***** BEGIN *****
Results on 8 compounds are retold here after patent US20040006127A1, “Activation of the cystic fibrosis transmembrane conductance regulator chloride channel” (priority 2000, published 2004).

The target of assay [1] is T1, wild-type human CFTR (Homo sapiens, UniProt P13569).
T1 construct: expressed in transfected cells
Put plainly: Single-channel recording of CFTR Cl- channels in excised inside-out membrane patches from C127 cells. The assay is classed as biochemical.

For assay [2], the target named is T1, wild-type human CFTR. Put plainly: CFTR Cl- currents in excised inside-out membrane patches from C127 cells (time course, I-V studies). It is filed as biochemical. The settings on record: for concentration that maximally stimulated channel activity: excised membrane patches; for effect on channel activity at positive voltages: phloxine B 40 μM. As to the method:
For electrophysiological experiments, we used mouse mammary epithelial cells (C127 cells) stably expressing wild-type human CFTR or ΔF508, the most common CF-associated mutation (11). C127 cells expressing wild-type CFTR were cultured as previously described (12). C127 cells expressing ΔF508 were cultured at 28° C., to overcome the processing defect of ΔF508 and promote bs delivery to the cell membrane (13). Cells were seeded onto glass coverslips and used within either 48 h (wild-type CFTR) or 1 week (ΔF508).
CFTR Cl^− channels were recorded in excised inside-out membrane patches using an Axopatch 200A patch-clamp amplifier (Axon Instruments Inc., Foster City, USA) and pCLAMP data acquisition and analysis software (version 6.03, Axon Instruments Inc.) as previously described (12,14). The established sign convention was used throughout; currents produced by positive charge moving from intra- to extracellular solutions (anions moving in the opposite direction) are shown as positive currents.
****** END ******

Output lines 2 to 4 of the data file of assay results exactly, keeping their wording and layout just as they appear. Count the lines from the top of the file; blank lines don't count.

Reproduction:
The target of assay [1] is T1, wild-type human CFTR (Homo sapiens, UniProt P13569).
T1 construct: expressed in transfected cells
Put plainly: Single-channel recording of CFTR Cl- channels in excised inside-out membrane patches from C127 cells. The assay is classed as biochemical.